Advent draws us away from the spirit-stifling societal frenzy and into the quiet, where we can commune with God.
For many of you, it never left. For those involved in Catholic, Lutheran, Anglican, and other denominations that have kept to liturgy, you have been enjoying the long-held tradition of Advent since the 4th century.
Not so for me. Raised in a Baptist church and educated by an Evangelical university, I knew next to nothing about Advent even though I had been a Christian all my life. That is, until the last decade or so.
The number of Evangelicals, Protestants, and non-denominational congregations that have historically leaned away from the liturgy celebrating Advent is rising. In the last 10 years, we have seen a surge of interest in Advent within the institutions connected to these denominations. Churches, schools, and para-church organizations have started embracing aspects of observing Advent.
Why is this return happening? Because these practices are soul-serving and draw us away from the spirit-stifling societal frenzy and into the quiet, where we can commune with God.
What Is Advent?
Advent begins four Sundays before Christmas, so depending on the year, it can range from 22-28 days long. It is a season of anticipation and longing. It is a time not only to marvel at the first coming of Christ but to join in the groaning for His return and His reign. It is a time to participate in the spiritual practices of worship, generosity, and repentance and to receive hope, peace, joy, and love. It is a time to “prepare the way for the Lord” (Is. 40:3).
In the church, each Sunday corresponds to one of the four Advent themes: hope, peace, joy, and love. Candles are lit on the Advent wreath, and specific scriptures are read. Many families continue these practices in their homes throughout the season.
If you are new to Advent, it is a safe assumption that Advent and Christmas have bled together to reflect much of the predominant culture. Thanksgiving to Dec. 25 is a Christmas blur, culminating on the 25th with one (hopefully) magical day. It is a frenzy. And while it is filled with festivities, it can leave us feeling empty and like we missed the whole point.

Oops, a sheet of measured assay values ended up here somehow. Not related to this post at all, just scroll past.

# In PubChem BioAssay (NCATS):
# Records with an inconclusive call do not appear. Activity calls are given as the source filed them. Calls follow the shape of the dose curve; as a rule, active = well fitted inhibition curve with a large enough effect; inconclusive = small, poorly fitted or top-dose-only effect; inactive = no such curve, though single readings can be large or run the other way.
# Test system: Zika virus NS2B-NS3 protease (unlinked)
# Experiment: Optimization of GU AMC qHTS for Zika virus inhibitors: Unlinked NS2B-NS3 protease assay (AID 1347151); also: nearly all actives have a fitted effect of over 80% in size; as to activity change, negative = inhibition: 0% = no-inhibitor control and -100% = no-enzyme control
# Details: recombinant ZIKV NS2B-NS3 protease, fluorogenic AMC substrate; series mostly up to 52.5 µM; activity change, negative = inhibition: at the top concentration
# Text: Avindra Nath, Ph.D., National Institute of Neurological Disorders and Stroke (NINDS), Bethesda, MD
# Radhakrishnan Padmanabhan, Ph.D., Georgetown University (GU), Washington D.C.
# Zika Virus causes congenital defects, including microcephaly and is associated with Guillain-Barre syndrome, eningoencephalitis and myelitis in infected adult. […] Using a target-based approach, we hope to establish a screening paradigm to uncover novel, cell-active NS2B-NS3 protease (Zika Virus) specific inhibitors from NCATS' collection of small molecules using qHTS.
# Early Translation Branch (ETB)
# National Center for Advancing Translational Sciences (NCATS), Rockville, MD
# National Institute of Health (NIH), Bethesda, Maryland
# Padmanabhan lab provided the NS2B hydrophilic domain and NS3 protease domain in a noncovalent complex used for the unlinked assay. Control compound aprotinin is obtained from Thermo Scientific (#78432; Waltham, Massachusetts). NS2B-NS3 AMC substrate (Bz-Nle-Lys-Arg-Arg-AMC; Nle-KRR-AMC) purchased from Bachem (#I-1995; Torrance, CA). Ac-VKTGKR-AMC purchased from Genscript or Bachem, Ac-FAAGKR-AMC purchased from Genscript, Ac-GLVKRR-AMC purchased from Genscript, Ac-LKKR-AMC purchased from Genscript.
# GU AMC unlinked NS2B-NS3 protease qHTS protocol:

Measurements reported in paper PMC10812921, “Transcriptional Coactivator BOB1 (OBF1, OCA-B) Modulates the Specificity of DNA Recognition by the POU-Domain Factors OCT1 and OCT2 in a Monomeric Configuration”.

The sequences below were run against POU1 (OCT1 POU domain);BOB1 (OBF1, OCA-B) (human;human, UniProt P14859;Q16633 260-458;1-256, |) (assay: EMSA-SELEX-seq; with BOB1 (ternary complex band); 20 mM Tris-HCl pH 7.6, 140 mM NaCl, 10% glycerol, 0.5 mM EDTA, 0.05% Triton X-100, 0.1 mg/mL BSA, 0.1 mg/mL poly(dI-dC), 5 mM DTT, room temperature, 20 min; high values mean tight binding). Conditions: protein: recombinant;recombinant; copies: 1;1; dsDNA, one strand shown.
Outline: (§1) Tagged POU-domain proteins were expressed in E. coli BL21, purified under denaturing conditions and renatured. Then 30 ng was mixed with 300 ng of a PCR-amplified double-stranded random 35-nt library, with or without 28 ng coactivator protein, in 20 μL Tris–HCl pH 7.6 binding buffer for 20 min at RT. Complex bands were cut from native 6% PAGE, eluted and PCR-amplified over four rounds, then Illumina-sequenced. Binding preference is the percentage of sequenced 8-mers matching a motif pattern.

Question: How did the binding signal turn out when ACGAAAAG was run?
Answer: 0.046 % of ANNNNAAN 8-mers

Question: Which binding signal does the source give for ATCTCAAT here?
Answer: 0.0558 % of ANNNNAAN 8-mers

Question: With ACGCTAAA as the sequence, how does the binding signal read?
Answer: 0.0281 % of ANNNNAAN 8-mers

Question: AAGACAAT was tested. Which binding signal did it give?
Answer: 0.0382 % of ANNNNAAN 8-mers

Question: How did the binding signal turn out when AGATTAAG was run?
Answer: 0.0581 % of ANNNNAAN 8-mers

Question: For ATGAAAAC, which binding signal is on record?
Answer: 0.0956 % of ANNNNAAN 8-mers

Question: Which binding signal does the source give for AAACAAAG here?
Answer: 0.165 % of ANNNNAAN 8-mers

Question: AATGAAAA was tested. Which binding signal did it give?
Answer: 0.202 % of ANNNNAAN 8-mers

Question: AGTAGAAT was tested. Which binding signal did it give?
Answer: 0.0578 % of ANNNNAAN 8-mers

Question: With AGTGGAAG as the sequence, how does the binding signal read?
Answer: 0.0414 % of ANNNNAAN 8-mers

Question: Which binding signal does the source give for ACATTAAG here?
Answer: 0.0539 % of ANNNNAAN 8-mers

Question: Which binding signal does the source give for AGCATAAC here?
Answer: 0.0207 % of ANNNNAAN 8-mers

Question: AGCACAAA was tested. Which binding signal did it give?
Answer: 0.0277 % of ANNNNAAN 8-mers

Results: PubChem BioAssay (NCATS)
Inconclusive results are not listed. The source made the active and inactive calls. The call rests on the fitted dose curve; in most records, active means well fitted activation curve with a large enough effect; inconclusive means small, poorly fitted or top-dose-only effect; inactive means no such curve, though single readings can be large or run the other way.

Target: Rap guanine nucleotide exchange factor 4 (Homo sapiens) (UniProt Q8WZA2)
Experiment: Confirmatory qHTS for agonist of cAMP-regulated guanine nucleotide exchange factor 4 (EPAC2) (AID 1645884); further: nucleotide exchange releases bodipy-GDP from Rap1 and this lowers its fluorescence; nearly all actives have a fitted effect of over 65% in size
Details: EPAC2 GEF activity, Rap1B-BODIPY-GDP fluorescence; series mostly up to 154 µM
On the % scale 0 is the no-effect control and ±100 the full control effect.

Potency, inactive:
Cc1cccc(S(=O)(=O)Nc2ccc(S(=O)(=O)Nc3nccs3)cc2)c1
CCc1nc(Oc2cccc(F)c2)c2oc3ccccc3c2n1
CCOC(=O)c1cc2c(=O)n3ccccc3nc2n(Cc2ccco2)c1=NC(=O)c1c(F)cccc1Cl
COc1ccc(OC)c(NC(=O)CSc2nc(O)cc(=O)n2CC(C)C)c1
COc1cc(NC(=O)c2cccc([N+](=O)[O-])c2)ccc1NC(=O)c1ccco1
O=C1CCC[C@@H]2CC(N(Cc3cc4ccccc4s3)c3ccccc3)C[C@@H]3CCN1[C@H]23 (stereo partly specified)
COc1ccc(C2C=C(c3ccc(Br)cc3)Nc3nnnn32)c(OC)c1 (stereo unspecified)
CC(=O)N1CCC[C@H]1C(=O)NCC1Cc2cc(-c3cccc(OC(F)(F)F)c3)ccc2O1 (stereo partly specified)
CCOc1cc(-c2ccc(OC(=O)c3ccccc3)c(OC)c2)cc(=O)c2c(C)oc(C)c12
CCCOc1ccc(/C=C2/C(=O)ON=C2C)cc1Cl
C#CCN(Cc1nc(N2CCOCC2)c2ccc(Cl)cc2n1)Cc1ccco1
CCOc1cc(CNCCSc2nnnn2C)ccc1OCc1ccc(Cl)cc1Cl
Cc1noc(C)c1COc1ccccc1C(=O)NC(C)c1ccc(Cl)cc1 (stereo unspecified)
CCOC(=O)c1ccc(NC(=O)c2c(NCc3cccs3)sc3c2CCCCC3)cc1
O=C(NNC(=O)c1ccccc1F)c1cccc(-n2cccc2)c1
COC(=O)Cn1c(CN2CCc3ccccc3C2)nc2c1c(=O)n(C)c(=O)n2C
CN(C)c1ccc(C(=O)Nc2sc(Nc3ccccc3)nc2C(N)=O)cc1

Intentionally practicing Advent helps break this cycle. While it is unlikely that you will be able to fully break from the pre-celebration of Christmas, making the differentiation of Advent and Christmas in your own home can be refreshingly counter-cultural.
Any part of life that is counter-cultural is inherently more difficult. If you are new to Advent, like I was in recent years, try these three practices to get started.
Set Your Intention
The beginning of Advent marks the beginning of the new year in the Christian calendar. Just like we set New Year’s resolutions when embarking on a fresh year or Lenten resolutions of fasting and prayer, Advent is an opportunity to realign our spiritual intentions. As you embark on the Advent and Christmas seasons, what do you want your spiritual posture to be? Do you want to be more consistent in reading the Word and praying? What steps can you take to move toward simplicity, generosity, and worship? How can you embrace the four themes of hope, peace, joy, and love and reflect those themes to those around you? How you answer these questions can reveal what you choose to nurture in this season. Do your best to make space to give your new intention the opportunity to set root.